James Kelman embraces his Englishness

Our neighbours north of the border are tangling themselves up in knots trying to intellectualise positions that justify writing bad things about the English. Scotland is a colony and England (or Britain) is an Empire. James Kelman is the latest to trump the tartan and declare "I have nothing against the English, but..." Though, Kelman denies we are even a country: just a blind through which the puppet masters manipulate their real colony, Scotland. No doubt the Booker Prize that Kelman (or other non-English writers have won) is just a Machiavellian sense of misdirection.

Kelman argues that English critics just do not recognise the existence of a Scottish tradition, except in the most trite and insulting fashion. Yet, he also gets tired of being typecast as a Scot, or a Glaswegian or a representative of his country.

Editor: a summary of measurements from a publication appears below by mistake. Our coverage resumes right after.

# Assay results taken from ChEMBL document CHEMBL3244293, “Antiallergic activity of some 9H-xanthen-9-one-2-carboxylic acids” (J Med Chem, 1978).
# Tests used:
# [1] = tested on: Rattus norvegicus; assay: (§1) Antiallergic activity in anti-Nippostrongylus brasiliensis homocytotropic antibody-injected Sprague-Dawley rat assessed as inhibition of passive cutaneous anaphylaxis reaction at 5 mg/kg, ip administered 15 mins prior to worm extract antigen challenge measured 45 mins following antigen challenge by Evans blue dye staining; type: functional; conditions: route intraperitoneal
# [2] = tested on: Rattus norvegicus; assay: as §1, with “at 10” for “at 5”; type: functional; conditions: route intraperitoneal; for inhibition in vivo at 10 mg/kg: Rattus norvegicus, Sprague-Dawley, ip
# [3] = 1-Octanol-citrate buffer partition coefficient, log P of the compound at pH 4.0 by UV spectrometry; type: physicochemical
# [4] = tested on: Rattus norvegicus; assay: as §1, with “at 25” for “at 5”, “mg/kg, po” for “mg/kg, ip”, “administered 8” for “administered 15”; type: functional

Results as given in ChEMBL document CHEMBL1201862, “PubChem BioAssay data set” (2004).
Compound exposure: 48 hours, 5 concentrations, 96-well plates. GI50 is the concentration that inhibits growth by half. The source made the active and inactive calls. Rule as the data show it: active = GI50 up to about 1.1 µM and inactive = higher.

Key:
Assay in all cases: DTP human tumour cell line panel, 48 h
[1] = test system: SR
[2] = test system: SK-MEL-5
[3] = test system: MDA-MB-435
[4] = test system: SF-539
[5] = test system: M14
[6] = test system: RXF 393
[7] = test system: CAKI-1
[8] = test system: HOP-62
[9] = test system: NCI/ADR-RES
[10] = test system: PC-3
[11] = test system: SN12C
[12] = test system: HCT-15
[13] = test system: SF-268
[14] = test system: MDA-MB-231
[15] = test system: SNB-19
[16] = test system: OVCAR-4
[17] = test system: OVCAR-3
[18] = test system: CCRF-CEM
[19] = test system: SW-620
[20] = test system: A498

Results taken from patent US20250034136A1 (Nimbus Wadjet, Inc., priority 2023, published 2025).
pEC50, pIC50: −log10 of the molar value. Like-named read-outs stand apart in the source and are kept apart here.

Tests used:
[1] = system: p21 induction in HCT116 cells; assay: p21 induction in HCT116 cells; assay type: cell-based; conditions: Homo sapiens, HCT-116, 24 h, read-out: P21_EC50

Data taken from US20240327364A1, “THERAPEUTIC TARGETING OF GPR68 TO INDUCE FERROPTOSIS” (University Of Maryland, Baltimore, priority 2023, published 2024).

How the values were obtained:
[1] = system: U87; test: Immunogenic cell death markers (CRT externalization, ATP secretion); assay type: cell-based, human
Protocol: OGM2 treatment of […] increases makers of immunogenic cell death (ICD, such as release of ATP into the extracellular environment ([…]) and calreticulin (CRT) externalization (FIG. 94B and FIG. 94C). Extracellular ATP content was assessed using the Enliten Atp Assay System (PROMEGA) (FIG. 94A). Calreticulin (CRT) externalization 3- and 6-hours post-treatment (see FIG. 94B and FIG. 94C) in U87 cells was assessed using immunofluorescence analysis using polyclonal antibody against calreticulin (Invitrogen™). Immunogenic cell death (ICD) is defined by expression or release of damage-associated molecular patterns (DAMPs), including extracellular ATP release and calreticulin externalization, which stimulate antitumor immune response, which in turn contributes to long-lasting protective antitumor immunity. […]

"Well, it's not supposed to be that at all," says Kelman. "Why would you think that? Why would you think that any Scottish writer has to represent Scottishness? Is Martin Amis supposed to represent Englishness? Or Ian McEwan?

"English writers make that criticism of me but they would never make that criticism of their own. It would never occur to them. When you say that to them they get a glazed look over their faces. They don't know what you're talking about.

James Kelman is moaning about his success as a famous writer from a small country. Moaning about your success is such an English trait that I have to say, Welcome Mr Kelman, you have fully embraced your Englishness!